Software optimizes mobile nets

For mobile carriers looking for ways to maximize their frequency planning use in wireless networks, ComOpt Inc. may have just the software tool to assist in the process.

ComOpt’s CellOpt Automatic Frequency Planning Software (AFP) uses mathematical algorithms to optimize frequency spectrum use. Since frequency channels are limited, the wireless network is constantly re-using channels. The CellOpt software shows wireless network managers where to install radios across a geographic region so that the frequencies don’t interfere with one another.

“Our software actually selects at which base stations and antennas certain frequencies can be used. It’s very much a number-crunching engine,” said Vince D’Onofrio, president of ComOpt in Arlington, Va. He explained that once the software determines the number of radios needed, or accounts for hardware changes within the base stations that may challenge the channel spacing in the wireless network, CellOpt generates a report determining where frequencies are allotted.

The software helps engineers determine which frequency can be used and reused to maximize network efficiency. The program also maintains frequency plans daily to help carriers further reduce network infrastructure costs.

For wireless carrier NexTel Communications Inc. in Reston, Va., after manually controlling the frequency availability on its Global System for Mobile Communications (GSM) network, the firm decided on ComOpt’s AFP software to automate the process.

Len Cascioli is vice-president, engineering and operations at NexTel. He said the telco has been using the software for over a year. Prior to implementing the AFP tool, it had to examine all the reuse scenarios on a cell-by-cell site basis to determine the best way to assign frequencies. NexTel realized some sites were “being missed” because the process was manual.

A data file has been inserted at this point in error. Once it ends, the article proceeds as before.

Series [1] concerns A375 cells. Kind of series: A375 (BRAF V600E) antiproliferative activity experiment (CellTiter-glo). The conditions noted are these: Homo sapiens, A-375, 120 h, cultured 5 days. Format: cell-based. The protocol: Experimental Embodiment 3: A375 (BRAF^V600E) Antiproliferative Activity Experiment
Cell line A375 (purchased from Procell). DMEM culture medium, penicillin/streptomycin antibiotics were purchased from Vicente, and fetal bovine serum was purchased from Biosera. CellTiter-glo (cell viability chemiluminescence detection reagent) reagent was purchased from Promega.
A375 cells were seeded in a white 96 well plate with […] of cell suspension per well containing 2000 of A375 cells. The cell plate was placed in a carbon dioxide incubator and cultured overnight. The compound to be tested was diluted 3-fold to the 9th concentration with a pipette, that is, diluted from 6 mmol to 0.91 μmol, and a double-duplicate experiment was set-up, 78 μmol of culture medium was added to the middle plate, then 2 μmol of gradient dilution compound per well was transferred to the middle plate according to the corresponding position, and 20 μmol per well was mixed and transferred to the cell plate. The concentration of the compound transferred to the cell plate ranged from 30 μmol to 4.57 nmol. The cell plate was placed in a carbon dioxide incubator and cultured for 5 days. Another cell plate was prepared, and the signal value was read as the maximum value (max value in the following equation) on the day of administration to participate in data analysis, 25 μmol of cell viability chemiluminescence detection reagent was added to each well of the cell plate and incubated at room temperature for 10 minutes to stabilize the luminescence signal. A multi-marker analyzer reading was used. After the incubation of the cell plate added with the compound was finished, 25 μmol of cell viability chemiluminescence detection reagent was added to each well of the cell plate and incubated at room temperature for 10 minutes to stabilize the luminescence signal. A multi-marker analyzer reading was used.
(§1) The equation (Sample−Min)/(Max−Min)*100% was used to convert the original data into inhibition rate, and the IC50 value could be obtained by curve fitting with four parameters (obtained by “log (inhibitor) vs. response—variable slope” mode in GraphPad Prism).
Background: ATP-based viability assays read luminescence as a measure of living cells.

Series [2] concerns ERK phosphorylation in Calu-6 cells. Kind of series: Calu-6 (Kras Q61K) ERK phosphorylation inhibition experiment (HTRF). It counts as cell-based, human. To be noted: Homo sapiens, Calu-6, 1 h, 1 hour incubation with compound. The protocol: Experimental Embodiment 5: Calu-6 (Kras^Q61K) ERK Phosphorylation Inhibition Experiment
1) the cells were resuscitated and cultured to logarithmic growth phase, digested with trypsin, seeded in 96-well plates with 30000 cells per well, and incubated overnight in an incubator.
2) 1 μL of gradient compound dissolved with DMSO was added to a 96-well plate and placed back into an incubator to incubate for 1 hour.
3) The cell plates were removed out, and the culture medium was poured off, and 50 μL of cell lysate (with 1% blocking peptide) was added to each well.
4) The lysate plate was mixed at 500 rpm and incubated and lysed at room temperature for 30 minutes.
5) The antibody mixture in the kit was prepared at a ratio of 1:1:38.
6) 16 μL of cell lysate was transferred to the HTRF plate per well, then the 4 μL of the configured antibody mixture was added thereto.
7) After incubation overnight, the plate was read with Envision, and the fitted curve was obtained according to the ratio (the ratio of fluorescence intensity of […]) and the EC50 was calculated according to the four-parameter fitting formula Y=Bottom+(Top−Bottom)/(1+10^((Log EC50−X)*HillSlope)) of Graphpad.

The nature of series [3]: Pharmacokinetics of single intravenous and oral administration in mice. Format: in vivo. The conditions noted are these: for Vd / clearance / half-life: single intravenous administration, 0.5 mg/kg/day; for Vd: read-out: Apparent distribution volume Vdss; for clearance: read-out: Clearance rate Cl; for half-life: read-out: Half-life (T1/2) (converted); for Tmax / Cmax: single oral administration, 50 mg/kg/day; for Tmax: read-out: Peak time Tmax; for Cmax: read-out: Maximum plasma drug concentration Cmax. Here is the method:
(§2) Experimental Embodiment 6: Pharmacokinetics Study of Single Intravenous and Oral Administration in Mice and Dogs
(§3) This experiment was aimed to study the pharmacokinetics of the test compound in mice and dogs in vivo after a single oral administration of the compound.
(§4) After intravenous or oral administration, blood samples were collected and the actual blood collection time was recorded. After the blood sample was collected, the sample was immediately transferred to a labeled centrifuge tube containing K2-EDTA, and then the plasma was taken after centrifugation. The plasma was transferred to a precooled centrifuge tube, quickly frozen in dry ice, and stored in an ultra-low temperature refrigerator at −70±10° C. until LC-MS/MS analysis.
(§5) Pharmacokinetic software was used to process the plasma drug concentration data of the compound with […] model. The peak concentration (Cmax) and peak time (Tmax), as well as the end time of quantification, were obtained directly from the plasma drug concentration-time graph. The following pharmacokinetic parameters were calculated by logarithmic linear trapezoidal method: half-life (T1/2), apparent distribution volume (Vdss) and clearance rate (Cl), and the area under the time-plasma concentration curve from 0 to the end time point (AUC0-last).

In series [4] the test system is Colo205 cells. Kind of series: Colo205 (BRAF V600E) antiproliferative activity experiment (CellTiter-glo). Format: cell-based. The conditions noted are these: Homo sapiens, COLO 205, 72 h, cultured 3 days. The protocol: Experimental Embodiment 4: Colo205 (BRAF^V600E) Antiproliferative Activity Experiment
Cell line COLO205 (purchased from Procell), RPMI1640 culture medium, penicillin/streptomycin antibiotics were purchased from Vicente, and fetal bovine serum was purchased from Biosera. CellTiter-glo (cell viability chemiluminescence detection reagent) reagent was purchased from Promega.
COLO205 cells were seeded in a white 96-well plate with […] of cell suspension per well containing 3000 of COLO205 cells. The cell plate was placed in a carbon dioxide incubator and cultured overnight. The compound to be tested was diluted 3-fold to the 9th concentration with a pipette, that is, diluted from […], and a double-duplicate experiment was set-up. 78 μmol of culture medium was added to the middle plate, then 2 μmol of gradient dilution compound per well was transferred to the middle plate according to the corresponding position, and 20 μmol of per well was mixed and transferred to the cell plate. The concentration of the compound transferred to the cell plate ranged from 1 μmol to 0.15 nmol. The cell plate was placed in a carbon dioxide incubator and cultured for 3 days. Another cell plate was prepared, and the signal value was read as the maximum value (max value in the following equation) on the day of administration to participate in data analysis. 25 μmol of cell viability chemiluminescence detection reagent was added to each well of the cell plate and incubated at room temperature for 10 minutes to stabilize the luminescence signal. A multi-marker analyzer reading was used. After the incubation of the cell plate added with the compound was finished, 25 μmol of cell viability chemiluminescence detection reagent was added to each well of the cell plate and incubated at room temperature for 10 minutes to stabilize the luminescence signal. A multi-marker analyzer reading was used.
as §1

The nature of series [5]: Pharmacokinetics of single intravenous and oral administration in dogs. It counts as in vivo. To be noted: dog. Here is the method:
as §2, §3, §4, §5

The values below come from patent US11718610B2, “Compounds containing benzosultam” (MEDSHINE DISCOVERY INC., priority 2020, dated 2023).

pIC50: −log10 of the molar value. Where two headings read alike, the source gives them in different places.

Since moving to automation, NexTel has reduced “man-hours by a factor of 10” while “adding additional spectrum efficiencies” and improved the quality of its network on the whole, Cascioli said. He added that the software is able to search through all the frequency scenarios and pick the most appropriate one.

As a result, “we have radically changed the way we look at the need for capacity sites”, Cascioli said. He explained how previously each site was responsible for its own frequency planning. By using the AFP software, NexTel consolidated the individual sites into one location that now manages frequency planning for the entire network.

One industry analyst noted that while ComOpt is not a huge player in the frequency planning space, its solution has made optimizing cellular networks less of a headache for engineers.

“ComOpt delivers software that simplifies the process of identifying where frequencies should be in a particular network,” said Brian Sharwood, principal analyst at the SeaBoard Group Inc. in Toronto. As he explained, users will know the software tool is working effectively if their cell calls aren’t suddenly cut off as they move from frequency to frequency.

“It hands the call off to the next tower…an instantaneous switch-over that the user wouldn’t notice,” Sharwood said.

The AFP tool is not applicable to Code-Division Multiple Access (CDMA) technology, which Canadian carriers Bell Mobility, its affiliates and Telus Mobility use. CDMA networks don’t require frequency reuse. The CellOpt software works with the GSM and Integrated Digital Enhanced Network (iDEN) networks, ComOpt’s D’Onofrio said.

ComOpt is online at

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